What are Insecure Attachment Disorders?
A theory of attachment mother to child is not a
mere matter of food and learning, it has been observed to be motivated by
proximity, with the purpose of survival. Infants who attain and
retain attachment to their primary caregivers are more likely to survive threats
There is now an understanding of 4 patterns of
attachment between child and care giver. These four patterns have been continued
to be studied and described as:
- Secure – the individual sees
themselves as worthy of love and can effectively get what is needed. The view
of others is that they are available and willing to give comfort and
protection. I’M O.K., YOU’RE O.K.
- Ambivalent – the individual is not
worthy of love and unable to effectively get attention. Others are available
and willing to give comfort and protection. YOU’RE OPINION OF ME IS MORE
VALUABLE THAN MY OWN OPINION OF ME.
- Avoidant – the individual is worthy
of comfort and protection and able to get what is needed through self effort.
Others are not to be trusted, are not willing or available to give comfort and
protection. Emotions are suppressed. I DON’T NEED YOU.
- Disorganized – the individual is not
worthy of comfort and protection and not able to get what is needed. Others
are not trusted, not willing or available to give comfort and protection.
COME HERE, GO AWAY. I HATE YOU, DON’T LEAVE ME.
As you can see, attachment answers 2
questions all children ultimately seek to answer based on how they were given
care by their caregivers: Am I worthy of being loved? Are other people reliable
How do insecure attachment patterns occur?
|Pre and Peri-birth
What kinds of challenges do insecurely
attached persons have?
Impaired Emotional Self-Regulation
When children are severely stressed, their survival (Fight or Flight Response)
mechanisms become chronically activated, dedicating all their energy to being
“alert” and “on guard” for “survival mode.” They operate from a paradigm of
fear in an attempt to ensure safety and security.
The lower limbic system in your brain, which has been called our reptilian
brain, is what takes the sensory and motor data coming up the spine and in
through the head’s senses (vision, hearing, smell, taste, and touches to face)
and interprets this environmental data and determines fright, flight or flee
response. It is not your rational, higher thinking brain, the pre-frontal
cortex. Children of chronic trauma or one significant single event of trauma
have hyper-alert limbic systems and are trained to look for the threat from the
raw environmental data it receives or perceives.
Attachment security promotes affect regulation (emotional regulation). When
secure attachment takes place the caregiver expands the infant’s opportunities
for positive affect and minimizes negative affect. The presence of visual and
auditory signals of loving interplay between infant and parent is mutually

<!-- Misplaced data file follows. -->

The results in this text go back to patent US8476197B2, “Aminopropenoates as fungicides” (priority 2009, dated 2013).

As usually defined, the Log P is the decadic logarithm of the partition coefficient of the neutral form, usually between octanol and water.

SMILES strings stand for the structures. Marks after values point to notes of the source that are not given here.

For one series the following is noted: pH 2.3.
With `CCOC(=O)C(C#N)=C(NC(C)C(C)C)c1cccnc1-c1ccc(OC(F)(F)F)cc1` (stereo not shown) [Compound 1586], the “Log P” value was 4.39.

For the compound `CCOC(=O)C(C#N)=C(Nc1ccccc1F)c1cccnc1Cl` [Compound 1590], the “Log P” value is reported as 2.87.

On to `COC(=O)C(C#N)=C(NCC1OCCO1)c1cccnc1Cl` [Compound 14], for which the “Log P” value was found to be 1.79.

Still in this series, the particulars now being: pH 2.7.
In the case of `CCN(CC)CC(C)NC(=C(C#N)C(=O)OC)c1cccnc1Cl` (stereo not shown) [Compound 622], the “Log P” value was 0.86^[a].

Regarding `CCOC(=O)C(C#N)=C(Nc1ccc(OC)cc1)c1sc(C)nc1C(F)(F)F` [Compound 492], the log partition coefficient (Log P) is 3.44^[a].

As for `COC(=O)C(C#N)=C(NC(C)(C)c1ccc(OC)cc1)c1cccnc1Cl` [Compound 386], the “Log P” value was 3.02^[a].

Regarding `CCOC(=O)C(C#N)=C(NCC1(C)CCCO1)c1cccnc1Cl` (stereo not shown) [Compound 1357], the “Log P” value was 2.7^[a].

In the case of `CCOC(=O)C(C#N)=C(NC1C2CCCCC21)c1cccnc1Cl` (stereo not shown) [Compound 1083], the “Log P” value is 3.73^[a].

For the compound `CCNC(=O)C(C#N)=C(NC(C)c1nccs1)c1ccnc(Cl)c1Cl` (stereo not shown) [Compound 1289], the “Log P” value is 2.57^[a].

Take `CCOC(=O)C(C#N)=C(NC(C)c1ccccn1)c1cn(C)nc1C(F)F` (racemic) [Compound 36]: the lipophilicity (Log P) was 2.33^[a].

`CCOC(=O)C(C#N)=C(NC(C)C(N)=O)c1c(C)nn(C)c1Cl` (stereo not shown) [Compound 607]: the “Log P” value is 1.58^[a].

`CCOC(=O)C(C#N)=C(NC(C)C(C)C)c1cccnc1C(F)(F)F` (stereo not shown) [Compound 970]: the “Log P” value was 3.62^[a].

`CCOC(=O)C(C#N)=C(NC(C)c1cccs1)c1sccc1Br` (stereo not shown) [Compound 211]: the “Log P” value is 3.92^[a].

satisfying promoting pleasure and excitement. We now know that the mother’s
emotion-regulating right cortex has profound effects on the infant’s fast
maturing right frontal, especially the right orbital, pre-frontal cortex.
Infants cannot hold the maturity or reasoning to cope through these traumas.
Infants use gaze aversion when stimulation is too intense but returns to fazing
when they feel reorganized. A loving parent is able to respond to this nonverbal
cue by their infant and reduce the stimulation immediately.
In homes or settings where a decrease in the painful overstimulation does not
occur, the infant uses gaze aversion constantly so there is no redirect to the
situation so desensitization does not occur. This creates the avoidant
organization in insecure attachment.
Impaired Cognitive Development
The prefrontal cortex is involved with executive functions such as planning,
working memory, set shifting, error deletion and correction and inhibiting our
more primitive responses. Common sense also tells us that children cannot easily
learn when their energies are required for survival: emotional, physical, or
social. The brains of insecurely attached or “unloved” children are shaped
differently that does not support long-term survival (Louis Cozolino, 2006).
Impaired Social Development
The family of the infant is the infant’s first experience of relationships. When
the caregiver is not trustworthy, safe or loving and may be quite the opposite –
abusing, the child’s brain does not develop appropriately. From birth until
death, our brains are being formed and adjusted by our relationships.
When insecurely attached individuals are threatened or have unmet needs there is
an appraisal system that activates the attachment system. This increases the
hypervigilance to the attachment figures and pushes the person to seek proximity
and the aid of an attachment figure. These regulatory efforts are supported by
the beliefs regarding the availability and responsiveness of the attachment
figure. Such efforts may seem counter-productive, such as lying, avoiding
difficulty conversations, jealousy, poor impulse control of anger, bullying,
ignoring pouting or punishing the attachment figure. These efforts are
unconsciously trying to get the attachment figure to understand their sense of
threat, control the threat or attempt to prevent abandonment by the attachment